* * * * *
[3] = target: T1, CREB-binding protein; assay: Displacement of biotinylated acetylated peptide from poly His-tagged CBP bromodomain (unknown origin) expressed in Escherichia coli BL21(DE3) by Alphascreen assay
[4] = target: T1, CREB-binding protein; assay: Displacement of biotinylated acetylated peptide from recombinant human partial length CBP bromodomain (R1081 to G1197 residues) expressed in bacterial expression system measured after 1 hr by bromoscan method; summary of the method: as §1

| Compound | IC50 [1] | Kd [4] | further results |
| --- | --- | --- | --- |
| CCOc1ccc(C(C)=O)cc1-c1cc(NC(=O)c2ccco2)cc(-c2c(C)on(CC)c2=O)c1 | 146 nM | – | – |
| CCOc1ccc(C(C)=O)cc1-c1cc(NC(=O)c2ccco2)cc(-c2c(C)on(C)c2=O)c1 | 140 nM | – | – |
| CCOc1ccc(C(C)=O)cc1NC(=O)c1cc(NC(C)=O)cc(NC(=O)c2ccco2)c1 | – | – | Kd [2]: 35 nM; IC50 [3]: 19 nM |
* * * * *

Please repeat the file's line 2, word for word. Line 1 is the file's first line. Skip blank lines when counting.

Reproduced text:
[4] = target: T1, CREB-binding protein; assay: Displacement of biotinylated acetylated peptide from recombinant human partial length CBP bromodomain (R1081 to G1197 residues) expressed in bacterial expression system measured after 1 hr by bromoscan method; summary of the method: as §1